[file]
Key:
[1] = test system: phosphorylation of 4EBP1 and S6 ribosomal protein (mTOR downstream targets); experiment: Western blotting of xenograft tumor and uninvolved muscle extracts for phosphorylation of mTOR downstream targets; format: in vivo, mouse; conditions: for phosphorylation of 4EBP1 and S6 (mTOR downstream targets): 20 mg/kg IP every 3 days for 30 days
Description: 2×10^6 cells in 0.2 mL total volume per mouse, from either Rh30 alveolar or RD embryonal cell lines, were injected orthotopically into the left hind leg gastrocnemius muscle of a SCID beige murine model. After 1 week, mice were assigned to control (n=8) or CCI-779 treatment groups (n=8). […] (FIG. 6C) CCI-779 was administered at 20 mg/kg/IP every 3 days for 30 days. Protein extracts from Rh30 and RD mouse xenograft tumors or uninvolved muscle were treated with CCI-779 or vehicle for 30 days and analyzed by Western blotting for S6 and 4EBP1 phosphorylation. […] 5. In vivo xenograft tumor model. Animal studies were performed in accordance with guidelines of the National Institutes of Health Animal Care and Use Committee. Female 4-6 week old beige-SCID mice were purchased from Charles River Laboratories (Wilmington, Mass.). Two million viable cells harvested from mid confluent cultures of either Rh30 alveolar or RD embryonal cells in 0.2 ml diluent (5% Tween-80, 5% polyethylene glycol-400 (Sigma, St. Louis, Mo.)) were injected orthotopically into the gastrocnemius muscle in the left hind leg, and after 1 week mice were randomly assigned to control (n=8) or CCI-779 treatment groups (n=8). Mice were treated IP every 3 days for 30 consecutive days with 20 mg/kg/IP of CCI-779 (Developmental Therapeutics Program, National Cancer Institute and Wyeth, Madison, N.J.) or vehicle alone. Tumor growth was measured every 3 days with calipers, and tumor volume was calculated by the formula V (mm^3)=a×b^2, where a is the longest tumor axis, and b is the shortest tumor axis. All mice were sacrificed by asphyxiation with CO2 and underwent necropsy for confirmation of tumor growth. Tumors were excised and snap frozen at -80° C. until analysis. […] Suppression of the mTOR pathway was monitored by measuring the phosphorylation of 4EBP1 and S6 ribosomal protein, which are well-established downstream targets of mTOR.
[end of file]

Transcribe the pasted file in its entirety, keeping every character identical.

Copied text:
Key:
[1] = test system: phosphorylation of 4EBP1 and S6 ribosomal protein (mTOR downstream targets); experiment: Western blotting of xenograft tumor and uninvolved muscle extracts for phosphorylation of mTOR downstream targets; format: in vivo, mouse; conditions: for phosphorylation of 4EBP1 and S6 (mTOR downstream targets): 20 mg/kg IP every 3 days for 30 days
Description: 2×10^6 cells in 0.2 mL total volume per mouse, from either Rh30 alveolar or RD embryonal cell lines, were injected orthotopically into the left hind leg gastrocnemius muscle of a SCID beige murine model. After 1 week, mice were assigned to control (n=8) or CCI-779 treatment groups (n=8). […] (FIG. 6C) CCI-779 was administered at 20 mg/kg/IP every 3 days for 30 days. Protein extracts from Rh30 and RD mouse xenograft tumors or uninvolved muscle were treated with CCI-779 or vehicle for 30 days and analyzed by Western blotting for S6 and 4EBP1 phosphorylation. […] 5. In vivo xenograft tumor model. Animal studies were performed in accordance with guidelines of the National Institutes of Health Animal Care and Use Committee. Female 4-6 week old beige-SCID mice were purchased from Charles River Laboratories (Wilmington, Mass.). Two million viable cells harvested from mid confluent cultures of either Rh30 alveolar or RD embryonal cells in 0.2 ml diluent (5% Tween-80, 5% polyethylene glycol-400 (Sigma, St. Louis, Mo.)) were injected orthotopically into the gastrocnemius muscle in the left hind leg, and after 1 week mice were randomly assigned to control (n=8) or CCI-779 treatment groups (n=8). Mice were treated IP every 3 days for 30 consecutive days with 20 mg/kg/IP of CCI-779 (Developmental Therapeutics Program, National Cancer Institute and Wyeth, Madison, N.J.) or vehicle alone. Tumor growth was measured every 3 days with calipers, and tumor volume was calculated by the formula V (mm^3)=a×b^2, where a is the longest tumor axis, and b is the shortest tumor axis. All mice were sacrificed by asphyxiation with CO2 and underwent necropsy for confirmation of tumor growth. Tumors were excised and snap frozen at -80° C. until analysis. […] Suppression of the mTOR pathway was monitored by measuring the phosphorylation of 4EBP1 and S6 ribosomal protein, which are well-established downstream targets of mTOR.